Port Dickinson Civil War Information

The American Civil War, where "brother fought against brother", was a tragic and devastating time in this
country. No community was untouched by the war, as all produced goods and/or provided manpower for the war.
The Civil War produced more casualties in America than all other wars combined, from the American
Revolution up through Iraq. The total numbers, North and South, were approximately 970,000 casualties
(3% of the population), including at least 620,000 soldier deaths. As tragic as the war was, the Union
was held together, and no other war in American history has fostered as much study and interest than
the Civil War has.

Visit The State of New York and the Civil War for additional information on items
listed below, and more on the contributions of the local area to the Civil War.

Jacob Lester, of the 1st N.Y. Veteran Cavalry Regiment, Co. F., was the
last surviving Civil War Veteran in Broome County, N.Y. Mr. Lester passed
away four days after his 100th birthday, at his home at 12 Newton Street in
the Village of Port Dickinson. He is buried in the Chenango Valley
Cemetery located on Nolan Road, Hillcrest, Town of Fenton, N.Y.

General Joseph Jackson Bartlett
Born in Binghamton on November 21, 1834, his father, also Joseph,
purchased farm land in Port Dickinson around 1850 and lived there
the rest of his life. Although it is not known if the younger Joseph
lived on the farm, it is likely that he did as he would have been only
16 years of age. If he did not live there, it is probable that he visited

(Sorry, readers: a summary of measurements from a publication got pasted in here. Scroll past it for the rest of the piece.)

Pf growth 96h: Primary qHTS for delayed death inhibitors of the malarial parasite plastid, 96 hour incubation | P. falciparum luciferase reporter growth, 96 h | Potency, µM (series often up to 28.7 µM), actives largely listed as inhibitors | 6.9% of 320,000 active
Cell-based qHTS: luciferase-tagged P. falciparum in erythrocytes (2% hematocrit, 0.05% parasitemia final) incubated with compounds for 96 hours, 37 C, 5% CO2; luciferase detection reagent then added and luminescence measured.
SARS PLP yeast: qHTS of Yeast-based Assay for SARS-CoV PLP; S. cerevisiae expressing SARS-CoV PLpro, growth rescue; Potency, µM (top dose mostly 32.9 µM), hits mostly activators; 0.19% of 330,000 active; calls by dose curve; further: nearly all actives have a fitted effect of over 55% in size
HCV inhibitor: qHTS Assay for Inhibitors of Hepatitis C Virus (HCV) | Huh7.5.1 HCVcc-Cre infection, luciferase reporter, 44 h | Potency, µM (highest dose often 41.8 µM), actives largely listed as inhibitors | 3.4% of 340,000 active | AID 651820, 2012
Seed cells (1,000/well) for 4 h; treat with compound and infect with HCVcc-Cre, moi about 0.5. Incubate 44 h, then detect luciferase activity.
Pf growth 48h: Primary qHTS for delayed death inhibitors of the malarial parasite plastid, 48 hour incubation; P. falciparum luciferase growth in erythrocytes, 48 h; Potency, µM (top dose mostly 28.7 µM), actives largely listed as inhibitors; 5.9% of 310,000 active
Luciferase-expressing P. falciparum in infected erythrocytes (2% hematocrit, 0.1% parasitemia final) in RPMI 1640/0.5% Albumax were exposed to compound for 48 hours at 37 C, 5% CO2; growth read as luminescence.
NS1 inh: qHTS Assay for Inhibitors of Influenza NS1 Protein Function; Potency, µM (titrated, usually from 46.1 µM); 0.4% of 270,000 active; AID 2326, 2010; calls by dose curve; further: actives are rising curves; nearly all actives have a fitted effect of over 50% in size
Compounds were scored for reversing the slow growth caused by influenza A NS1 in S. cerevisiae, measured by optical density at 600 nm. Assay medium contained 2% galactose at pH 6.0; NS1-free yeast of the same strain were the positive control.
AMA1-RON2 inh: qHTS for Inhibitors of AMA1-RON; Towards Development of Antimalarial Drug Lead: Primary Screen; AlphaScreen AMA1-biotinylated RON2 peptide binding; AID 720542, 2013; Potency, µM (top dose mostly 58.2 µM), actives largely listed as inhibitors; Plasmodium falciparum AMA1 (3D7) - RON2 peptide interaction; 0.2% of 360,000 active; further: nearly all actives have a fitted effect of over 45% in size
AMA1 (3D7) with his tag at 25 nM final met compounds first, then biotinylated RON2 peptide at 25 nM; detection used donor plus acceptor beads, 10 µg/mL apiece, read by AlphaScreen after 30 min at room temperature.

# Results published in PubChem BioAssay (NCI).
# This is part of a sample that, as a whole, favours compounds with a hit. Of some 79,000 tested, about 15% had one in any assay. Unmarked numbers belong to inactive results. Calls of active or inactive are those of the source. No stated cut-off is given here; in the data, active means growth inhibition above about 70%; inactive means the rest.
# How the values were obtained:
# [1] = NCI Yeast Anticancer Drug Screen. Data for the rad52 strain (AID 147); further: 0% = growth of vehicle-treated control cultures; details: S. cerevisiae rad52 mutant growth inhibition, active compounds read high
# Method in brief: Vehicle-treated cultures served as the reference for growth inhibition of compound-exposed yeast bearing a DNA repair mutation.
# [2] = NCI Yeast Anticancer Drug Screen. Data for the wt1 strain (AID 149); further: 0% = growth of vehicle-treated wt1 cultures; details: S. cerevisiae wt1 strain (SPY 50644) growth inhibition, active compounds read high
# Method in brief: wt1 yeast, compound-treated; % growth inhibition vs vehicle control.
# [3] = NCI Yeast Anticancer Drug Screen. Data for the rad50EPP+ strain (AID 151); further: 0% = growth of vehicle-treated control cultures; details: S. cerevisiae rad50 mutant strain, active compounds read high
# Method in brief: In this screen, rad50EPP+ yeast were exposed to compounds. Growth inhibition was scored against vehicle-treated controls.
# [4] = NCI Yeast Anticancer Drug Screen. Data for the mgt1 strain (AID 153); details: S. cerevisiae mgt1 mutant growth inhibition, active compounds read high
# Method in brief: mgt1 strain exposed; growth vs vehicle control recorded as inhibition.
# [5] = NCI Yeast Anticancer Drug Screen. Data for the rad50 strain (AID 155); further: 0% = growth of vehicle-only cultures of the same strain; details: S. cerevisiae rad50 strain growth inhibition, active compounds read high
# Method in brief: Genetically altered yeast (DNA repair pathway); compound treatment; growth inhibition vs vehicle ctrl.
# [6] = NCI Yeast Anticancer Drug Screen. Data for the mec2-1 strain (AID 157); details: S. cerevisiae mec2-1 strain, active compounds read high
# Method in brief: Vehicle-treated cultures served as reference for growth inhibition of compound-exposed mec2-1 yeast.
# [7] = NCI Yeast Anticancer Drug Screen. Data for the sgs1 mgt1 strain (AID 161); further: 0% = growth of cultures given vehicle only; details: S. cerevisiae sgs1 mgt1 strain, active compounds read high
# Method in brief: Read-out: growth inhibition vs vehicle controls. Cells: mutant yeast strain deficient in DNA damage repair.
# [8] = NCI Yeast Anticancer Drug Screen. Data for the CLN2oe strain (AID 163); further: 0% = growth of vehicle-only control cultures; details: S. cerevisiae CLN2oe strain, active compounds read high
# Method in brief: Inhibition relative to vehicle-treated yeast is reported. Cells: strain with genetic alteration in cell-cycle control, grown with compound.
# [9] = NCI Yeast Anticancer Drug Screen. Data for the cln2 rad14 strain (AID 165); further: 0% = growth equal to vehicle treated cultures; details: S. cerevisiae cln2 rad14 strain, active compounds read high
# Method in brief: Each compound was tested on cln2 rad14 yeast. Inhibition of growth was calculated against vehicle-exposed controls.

and stayed in Port Dickinson at various times. Joseph went to law
school, became a lawyer, and practiced law until the outbreak of the
Civil War. He enlisted in 1861 into the 27th N.Y. Volunteer Infantry,
was elected captain of the company, and soon thereafter rose through
the ranks during the war. He was present at the surrender of General
Lee, and was chosen to receive the ceremonial surrender of the stacked arms
of Gen. Robert E. Lee's Army of Northern Virginia at Appomattox Court House.
After the war, President Andrew Johnson appointed him as U.S. Minister to
Sweden and Norway. He later returned to practicing law and died in 1893.
General Bartlett is buried in Arlington National Cemetery.

Lewis C. Bartlett, a younger brother of Gen. Joseph Bartlett, was the first of the brothers to
enlist in the Union forces - the 27th New York Volunteer Infantry. His brother, Joseph,
followed suite days later. Originally enlisted as a private, he later became a captain and then
promoted to major. He was detailed to General Bartlett's staff as an aide. After the war, Lewis
returned to and lived in Port Dickinson until his death. His widow continued to live in Port
Dickinson and upon her death, the home was lived in and maintained by a daughter for many
years. We are still trying to definitively find where that home stood.

The 1890 Special Census of Surviving Soldiers, Sailors and Marines shows the following
Civil War veterans living in Port Dickinson:

Wilson H. Babcock - 107th N.Y.V. Infantry, Co. A, Private
John B. Wilcox - 137th N.Y.V. Infantry, Co. F, Musician
M.E. Holt - 52nd N.Y.V. Infantry, Co. G, Private
Lewis C. Krom - 40th N.Y.V. Infantry, Co. D, Private
Levi B. Sturdevant - 86th N.Y.V. Infantry, Co. ?, Principle Musician
Lewis C. Bartlett - 27th N.Y.V. Infantry, Co. F & S, Lieutenant